Person whose desire has a right to be a law for me: Alexandrine Charlotte Sophie de Rohan-Chabot, the Duchesse de La Rochefoucauld. Mr. Higginson of Boston may have been Stephen Higginson, Jr. He was a merchant like his father, who in the summer of 1798 was in the U.S. serving as agent of the Navy Department (Thomas Wentworth Higginson, Descendants of the Reverend Francis Higginson [Cambridge, Mass., 1910], 21–2; Tilden G. Edelstein, Strange Enthusiasm: A Life of Thomas Wentworth Higginson [New Haven, 1968], 7–8; Thomas Wentworth Higginson, Life and Times of Stephen Higginson [Boston, 1907], 197,208–13).
Coeteris paribus: “all things being equal.”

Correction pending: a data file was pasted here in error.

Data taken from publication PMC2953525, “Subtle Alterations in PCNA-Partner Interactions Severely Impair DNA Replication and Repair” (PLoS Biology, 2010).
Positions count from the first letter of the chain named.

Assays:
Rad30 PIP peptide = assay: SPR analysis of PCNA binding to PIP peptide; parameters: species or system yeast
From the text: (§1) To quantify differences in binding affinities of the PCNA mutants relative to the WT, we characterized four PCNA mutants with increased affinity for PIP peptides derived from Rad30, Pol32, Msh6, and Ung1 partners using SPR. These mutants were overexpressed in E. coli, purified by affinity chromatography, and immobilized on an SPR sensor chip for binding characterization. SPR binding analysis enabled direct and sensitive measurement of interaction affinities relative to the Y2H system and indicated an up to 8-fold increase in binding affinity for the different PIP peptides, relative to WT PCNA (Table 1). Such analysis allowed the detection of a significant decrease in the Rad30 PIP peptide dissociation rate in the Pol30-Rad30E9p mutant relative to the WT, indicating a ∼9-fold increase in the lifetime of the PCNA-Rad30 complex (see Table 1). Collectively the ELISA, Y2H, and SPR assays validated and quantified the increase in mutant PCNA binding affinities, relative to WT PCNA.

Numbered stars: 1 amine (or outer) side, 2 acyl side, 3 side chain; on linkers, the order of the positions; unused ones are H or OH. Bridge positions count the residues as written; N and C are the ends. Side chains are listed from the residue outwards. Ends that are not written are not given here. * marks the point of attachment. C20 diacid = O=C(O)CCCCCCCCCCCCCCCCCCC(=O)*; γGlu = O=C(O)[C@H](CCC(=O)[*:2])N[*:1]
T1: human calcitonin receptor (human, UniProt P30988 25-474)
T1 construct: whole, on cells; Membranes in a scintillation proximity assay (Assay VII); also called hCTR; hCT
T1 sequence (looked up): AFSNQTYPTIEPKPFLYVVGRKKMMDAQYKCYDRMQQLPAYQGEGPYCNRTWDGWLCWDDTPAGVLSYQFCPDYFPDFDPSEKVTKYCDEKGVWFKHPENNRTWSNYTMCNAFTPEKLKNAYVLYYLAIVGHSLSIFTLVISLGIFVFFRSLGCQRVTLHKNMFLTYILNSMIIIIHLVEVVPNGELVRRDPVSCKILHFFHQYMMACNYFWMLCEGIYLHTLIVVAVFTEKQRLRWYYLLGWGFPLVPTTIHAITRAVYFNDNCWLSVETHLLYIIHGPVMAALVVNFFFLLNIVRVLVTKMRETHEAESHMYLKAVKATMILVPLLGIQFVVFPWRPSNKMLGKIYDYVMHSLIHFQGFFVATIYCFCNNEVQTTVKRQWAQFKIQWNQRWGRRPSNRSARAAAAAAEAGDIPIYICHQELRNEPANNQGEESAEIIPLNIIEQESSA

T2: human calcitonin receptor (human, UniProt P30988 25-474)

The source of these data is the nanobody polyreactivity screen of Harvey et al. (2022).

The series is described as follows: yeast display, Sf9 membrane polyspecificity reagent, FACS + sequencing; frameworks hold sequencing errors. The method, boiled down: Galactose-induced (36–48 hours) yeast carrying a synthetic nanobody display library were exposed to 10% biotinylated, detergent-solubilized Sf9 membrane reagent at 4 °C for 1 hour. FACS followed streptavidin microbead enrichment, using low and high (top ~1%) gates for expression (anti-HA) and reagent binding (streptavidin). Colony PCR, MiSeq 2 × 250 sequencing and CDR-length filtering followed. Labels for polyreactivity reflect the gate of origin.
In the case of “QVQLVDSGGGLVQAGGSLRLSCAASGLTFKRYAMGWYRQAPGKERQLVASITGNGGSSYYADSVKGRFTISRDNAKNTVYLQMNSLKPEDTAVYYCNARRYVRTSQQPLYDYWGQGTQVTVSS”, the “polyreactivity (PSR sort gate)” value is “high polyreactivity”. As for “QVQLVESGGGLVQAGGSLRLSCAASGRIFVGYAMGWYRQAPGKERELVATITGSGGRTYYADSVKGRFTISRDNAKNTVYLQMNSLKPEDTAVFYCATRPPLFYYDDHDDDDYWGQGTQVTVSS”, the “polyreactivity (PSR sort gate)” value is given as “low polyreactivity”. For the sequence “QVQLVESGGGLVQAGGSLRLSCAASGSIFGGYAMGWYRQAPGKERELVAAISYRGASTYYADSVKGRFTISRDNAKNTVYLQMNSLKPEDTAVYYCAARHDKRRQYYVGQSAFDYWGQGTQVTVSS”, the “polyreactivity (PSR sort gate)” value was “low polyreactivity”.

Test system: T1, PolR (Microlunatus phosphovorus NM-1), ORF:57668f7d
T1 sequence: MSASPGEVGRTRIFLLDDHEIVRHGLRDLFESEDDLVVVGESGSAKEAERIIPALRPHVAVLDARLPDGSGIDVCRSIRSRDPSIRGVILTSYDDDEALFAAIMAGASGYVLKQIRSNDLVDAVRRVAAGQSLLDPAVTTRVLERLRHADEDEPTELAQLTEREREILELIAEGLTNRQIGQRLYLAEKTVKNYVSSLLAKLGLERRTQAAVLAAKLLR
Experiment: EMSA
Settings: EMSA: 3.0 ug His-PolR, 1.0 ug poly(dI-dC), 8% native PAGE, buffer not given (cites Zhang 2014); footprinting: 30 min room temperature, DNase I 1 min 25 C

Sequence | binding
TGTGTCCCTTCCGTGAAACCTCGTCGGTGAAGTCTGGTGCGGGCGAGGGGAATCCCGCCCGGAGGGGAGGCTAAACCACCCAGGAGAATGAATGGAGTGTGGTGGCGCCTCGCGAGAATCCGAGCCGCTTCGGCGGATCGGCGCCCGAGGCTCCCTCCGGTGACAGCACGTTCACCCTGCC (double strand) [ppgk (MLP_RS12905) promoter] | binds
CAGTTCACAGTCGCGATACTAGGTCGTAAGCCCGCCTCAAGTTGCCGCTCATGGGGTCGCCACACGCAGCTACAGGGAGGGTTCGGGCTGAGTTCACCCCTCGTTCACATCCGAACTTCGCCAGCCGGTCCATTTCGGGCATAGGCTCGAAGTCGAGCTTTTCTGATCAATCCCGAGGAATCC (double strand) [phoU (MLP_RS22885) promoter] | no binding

Apprehensions of French property being sequestered may have arisen from the remarks of Nathaniel Smith, a member of congress from Connecticut, on the floor of the House on 21 June. Taking a position too extreme even for most Federalists, he hoped that amendments to the alien enemies bill would not impose “any restraint” on what the government might do with the property of noncitizens. Smith declared his wish “to reserve the right to Government of seizing the property of aliens, if they shall think proper to do so” (Annals description begins Annals of the Congress of the United States: The Debates and Proceedings in the Congress of the United States … Compiled from Authentic Materials, Washington, D.C., Gales & Seaton, 1834–56, 42 vols. All editions are undependable and pagination varies from one printing to another. The first two volumes of the set cited here have “Compiled … by Joseph Gales, Senior” on the title page and bear the caption “Gales & Seatons History” on verso and “of Debates in Congress” on recto pages. The remaining volumes bear the caption “History of Congress” on both recto and verso pages. Those using the first two volumes with the latter caption will need to employ the date of the debate or the indexes of debates and speakers. description ends , 8:2000; Smith, Freedom’s Fetters description begins James Morton Smith, Freedom’s Fetters: The Alien and Sedition Laws and American Civil Liberties, Ithaca, N.Y., 1956 description ends , 59–60).